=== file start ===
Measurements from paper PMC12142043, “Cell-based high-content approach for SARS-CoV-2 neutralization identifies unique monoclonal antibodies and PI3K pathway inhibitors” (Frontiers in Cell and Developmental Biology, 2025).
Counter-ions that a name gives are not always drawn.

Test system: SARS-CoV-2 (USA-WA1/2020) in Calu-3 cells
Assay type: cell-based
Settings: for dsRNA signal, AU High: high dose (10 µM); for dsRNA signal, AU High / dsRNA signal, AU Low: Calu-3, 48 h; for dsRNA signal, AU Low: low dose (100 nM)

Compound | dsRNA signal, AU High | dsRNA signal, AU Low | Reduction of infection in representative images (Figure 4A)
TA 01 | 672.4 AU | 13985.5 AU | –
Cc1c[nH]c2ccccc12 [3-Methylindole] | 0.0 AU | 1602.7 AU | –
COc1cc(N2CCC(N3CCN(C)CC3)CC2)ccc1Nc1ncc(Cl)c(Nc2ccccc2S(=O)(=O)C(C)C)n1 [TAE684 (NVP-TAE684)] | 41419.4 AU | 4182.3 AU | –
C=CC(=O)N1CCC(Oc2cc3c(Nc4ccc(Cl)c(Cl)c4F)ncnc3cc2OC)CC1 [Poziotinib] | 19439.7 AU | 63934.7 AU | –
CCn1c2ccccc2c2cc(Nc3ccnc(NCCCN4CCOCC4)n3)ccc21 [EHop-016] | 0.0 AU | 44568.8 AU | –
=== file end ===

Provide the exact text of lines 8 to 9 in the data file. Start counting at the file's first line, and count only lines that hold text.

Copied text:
Cc1c[nH]c2ccccc12 [3-Methylindole] | 0.0 AU | 1602.7 AU | –
COc1cc(N2CCC(N3CCN(C)CC3)CC2)ccc1Nc1ncc(Cl)c(Nc2ccccc2S(=O)(=O)C(C)C)n1 [TAE684 (NVP-TAE684)] | 41419.4 AU | 4182.3 AU | –